How could this ‘spectacular’, ‘amazing’ and ‘dazzling’ inventor who changed the world have been omitted from my education? I found out later that it was planned that way, for reasons that still operate in the orthodox halls of academia. Revolutionary ideas are not well tolerated. The famed Smithsonian Institution gave Tesla no space, until very recently, and still then, labeled his work as that of Edison's. When many years later I learned of Tesla and how Edison had sought to discredit him, I was disillusioned, but inspired by a new idol.
“He made electricity his slave...This at a time when electricity was considered almost an occult force, and was looked upon with terror-stricken awe and respect…. he penetrated deeply into its mysteries and performed so many marvelous feats…he became a master magician.” Tesla, light years ahead of his time, was the prisoner of an idea that consumed his life. He was 'a discoverer of new principles, opening many new empires of knowledge, which even today have been only partly explored.'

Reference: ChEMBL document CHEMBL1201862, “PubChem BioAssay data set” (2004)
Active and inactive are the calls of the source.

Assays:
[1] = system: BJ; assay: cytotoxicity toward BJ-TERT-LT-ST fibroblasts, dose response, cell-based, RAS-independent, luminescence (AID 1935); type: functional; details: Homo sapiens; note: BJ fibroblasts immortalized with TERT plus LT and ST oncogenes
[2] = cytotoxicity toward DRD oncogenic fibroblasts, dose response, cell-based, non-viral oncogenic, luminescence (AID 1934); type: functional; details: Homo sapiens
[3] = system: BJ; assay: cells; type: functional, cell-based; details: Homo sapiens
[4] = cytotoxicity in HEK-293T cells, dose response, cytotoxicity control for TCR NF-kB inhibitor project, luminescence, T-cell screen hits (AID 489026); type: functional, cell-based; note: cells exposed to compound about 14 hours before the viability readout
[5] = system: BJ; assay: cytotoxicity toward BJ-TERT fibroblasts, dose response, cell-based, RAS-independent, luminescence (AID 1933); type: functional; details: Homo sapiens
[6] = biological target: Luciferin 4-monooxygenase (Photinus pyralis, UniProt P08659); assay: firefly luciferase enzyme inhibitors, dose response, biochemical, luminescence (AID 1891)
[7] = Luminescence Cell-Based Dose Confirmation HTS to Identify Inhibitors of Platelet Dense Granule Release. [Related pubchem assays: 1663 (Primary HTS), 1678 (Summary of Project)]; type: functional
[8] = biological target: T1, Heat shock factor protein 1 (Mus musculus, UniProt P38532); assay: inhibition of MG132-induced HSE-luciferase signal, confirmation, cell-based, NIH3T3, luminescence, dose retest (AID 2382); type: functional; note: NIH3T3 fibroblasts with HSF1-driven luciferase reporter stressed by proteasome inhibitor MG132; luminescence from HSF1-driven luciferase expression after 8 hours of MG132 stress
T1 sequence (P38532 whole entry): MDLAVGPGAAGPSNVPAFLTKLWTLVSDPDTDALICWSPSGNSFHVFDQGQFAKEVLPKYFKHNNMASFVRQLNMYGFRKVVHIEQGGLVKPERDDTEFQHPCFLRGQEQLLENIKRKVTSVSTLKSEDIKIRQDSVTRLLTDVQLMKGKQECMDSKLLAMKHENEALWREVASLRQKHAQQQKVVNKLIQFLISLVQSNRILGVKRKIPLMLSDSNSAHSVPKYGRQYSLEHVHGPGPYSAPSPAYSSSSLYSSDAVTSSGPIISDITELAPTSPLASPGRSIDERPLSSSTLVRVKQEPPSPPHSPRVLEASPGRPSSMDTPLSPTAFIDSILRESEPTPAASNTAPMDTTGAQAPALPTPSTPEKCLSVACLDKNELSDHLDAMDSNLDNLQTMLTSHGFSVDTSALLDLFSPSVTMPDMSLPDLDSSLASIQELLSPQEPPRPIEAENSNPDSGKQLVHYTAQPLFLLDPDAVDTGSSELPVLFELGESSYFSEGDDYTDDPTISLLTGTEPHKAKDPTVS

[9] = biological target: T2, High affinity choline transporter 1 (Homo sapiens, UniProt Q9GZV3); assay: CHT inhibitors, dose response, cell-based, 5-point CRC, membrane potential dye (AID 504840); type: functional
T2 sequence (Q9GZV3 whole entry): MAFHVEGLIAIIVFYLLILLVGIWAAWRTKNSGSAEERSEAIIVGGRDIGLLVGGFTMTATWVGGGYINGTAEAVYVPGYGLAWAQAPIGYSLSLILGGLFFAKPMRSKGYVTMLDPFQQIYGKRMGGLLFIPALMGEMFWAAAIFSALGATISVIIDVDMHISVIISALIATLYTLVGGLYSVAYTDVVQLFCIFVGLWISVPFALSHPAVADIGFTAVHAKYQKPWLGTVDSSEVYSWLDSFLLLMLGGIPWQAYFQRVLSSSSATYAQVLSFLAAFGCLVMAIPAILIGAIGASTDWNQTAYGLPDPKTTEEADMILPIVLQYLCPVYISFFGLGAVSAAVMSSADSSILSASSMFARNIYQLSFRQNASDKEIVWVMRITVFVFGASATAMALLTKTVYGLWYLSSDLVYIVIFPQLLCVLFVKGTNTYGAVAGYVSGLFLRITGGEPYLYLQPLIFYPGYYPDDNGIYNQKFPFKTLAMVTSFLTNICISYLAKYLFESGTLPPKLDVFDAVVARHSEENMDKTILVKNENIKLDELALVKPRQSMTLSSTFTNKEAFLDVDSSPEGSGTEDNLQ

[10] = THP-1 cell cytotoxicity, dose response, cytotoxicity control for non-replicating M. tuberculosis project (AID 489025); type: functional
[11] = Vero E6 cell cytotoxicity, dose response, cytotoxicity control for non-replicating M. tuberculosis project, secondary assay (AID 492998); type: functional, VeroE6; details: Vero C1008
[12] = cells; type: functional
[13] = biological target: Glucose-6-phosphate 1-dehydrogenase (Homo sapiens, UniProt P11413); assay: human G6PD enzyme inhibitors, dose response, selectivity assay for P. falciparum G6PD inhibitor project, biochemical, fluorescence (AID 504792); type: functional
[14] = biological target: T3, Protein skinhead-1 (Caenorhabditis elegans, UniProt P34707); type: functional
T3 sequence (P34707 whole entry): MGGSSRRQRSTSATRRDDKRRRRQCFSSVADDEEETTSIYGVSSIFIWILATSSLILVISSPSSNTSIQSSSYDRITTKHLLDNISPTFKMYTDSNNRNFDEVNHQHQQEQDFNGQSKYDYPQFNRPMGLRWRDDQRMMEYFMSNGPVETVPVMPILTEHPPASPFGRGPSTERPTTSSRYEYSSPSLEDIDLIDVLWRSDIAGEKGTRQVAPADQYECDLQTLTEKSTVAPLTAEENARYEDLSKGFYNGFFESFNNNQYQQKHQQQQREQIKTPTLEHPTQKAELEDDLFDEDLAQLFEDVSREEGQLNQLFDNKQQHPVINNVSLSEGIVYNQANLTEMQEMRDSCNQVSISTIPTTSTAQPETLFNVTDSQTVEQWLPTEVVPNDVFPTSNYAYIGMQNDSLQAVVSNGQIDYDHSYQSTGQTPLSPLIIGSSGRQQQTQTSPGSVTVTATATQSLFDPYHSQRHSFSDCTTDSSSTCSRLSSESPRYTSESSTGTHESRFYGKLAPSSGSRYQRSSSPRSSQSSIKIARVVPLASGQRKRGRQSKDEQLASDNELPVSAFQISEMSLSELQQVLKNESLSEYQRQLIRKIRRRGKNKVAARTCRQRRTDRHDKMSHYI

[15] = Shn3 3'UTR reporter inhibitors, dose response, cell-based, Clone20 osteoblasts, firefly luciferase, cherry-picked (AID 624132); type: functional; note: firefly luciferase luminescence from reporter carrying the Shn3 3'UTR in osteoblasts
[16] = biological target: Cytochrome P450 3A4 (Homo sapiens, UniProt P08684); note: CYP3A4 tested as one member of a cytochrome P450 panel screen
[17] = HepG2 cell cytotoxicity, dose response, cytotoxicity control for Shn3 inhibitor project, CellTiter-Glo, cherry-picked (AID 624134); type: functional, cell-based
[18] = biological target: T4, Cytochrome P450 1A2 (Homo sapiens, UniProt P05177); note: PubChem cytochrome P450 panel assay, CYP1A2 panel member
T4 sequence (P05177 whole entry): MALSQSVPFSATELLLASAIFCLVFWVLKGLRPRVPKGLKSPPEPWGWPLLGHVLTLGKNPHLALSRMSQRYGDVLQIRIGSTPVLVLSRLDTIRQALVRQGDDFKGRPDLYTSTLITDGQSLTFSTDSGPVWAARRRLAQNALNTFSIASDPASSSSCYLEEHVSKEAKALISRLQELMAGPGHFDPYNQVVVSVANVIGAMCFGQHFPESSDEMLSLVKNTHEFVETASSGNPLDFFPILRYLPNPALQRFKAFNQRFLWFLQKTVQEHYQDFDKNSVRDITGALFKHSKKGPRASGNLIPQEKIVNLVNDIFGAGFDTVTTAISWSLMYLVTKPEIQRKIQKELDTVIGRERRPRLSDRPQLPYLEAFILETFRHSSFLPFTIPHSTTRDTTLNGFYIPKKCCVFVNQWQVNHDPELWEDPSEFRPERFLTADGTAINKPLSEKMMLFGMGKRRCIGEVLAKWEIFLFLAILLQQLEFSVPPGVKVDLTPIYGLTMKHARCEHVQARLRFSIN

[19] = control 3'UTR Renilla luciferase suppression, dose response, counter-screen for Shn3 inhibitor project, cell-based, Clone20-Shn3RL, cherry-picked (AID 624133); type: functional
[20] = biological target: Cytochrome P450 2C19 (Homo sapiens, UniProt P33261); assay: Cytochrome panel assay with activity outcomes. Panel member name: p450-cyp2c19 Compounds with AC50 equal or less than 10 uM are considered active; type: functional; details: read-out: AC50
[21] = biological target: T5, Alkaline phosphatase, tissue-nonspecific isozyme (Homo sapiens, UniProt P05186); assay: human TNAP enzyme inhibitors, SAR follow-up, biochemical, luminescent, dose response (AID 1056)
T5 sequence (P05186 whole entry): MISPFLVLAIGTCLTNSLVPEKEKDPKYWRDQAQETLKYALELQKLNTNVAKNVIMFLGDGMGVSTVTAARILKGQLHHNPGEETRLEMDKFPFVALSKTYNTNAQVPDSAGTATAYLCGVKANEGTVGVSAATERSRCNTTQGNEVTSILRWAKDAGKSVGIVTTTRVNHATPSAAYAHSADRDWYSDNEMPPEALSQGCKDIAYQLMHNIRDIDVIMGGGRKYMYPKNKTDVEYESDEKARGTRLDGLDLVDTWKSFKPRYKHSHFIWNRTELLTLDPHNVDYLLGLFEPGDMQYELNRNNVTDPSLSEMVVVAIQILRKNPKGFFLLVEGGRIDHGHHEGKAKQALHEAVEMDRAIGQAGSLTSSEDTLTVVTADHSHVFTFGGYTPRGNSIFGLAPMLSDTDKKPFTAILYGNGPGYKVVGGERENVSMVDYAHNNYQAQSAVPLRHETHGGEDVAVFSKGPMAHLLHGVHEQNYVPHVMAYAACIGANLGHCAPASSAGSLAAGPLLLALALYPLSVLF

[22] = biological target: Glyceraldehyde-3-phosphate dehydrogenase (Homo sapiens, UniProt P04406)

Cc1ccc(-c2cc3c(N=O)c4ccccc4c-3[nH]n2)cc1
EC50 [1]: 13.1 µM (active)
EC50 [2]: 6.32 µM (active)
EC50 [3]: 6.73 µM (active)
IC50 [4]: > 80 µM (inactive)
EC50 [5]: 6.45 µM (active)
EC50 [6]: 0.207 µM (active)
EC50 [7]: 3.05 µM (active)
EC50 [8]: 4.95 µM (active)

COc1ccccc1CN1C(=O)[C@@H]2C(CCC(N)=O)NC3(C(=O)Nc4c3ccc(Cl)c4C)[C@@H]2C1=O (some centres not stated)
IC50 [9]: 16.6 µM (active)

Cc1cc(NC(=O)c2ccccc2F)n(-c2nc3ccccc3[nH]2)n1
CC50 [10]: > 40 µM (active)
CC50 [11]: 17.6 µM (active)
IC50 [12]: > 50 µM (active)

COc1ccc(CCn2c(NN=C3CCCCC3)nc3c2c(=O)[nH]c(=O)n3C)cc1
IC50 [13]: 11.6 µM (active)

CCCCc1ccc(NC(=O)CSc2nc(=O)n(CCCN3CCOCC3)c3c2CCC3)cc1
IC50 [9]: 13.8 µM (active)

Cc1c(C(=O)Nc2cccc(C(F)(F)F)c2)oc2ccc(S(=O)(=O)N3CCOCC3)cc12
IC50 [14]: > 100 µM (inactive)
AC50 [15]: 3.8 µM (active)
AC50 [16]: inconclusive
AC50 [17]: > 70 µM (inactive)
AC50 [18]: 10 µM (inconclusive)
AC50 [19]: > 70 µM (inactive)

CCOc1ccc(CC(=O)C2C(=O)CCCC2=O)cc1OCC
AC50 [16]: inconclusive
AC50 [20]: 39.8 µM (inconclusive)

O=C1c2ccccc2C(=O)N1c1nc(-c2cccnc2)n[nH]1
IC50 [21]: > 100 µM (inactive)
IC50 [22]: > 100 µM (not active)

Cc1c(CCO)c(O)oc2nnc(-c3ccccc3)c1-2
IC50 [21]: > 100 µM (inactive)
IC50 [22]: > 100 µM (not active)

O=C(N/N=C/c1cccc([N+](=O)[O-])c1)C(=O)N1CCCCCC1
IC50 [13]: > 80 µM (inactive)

Like O’Neill, who spent many years in close association with Tesla, I had the privilege of a long association with Immanuel Velikovsky. In his writings, Velikovsky told of becoming a prisoner of an idea, an idea in complete disagreement with established science, namely that “Gravitation is an electromagnetic phenomenon.” It turns out that both Velikovsky and Tesla were captives of the same idea. Tesla said, “I was fortunate enough to make two far reaching discoveries. The first was a dramatic theory of gravity…it explains the causes of this force and the motions of heavenly bodies.” Where Tesla envisioned ether (and the sun) as the force controlling the heavenly bodies, Velikovsky claimed electromagnetism. That difference was only a matter of semantics. Both claimed that the motion of celestial bodies was not inherent in those bodies nor did that force remain unchanged as Newton theorized and as Darwin required.